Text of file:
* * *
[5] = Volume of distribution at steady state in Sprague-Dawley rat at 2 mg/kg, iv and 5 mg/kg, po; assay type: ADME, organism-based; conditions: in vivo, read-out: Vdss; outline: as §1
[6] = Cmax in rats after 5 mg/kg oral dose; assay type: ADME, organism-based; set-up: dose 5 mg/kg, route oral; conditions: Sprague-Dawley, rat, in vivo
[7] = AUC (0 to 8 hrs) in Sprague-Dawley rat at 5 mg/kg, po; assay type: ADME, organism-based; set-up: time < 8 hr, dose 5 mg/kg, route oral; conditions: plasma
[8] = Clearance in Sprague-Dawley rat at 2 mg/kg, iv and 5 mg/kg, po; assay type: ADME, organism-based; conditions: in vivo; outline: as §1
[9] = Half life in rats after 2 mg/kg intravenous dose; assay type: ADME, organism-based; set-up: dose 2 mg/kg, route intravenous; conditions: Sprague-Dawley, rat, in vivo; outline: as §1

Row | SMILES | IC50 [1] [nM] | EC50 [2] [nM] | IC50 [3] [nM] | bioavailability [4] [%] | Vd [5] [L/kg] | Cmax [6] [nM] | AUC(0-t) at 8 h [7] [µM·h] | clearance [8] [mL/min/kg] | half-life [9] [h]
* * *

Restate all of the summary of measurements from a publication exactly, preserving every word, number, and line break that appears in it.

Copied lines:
[5] = Volume of distribution at steady state in Sprague-Dawley rat at 2 mg/kg, iv and 5 mg/kg, po; assay type: ADME, organism-based; conditions: in vivo, read-out: Vdss; outline: as §1
[6] = Cmax in rats after 5 mg/kg oral dose; assay type: ADME, organism-based; set-up: dose 5 mg/kg, route oral; conditions: Sprague-Dawley, rat, in vivo
[7] = AUC (0 to 8 hrs) in Sprague-Dawley rat at 5 mg/kg, po; assay type: ADME, organism-based; set-up: time < 8 hr, dose 5 mg/kg, route oral; conditions: plasma
[8] = Clearance in Sprague-Dawley rat at 2 mg/kg, iv and 5 mg/kg, po; assay type: ADME, organism-based; conditions: in vivo; outline: as §1
[9] = Half life in rats after 2 mg/kg intravenous dose; assay type: ADME, organism-based; set-up: dose 2 mg/kg, route intravenous; conditions: Sprague-Dawley, rat, in vivo; outline: as §1

Row | SMILES | IC50 [1] [nM] | EC50 [2] [nM] | IC50 [3] [nM] | bioavailability [4] [%] | Vd [5] [L/kg] | Cmax [6] [nM] | AUC(0-t) at 8 h [7] [µM·h] | clearance [8] [mL/min/kg] | half-life [9] [h]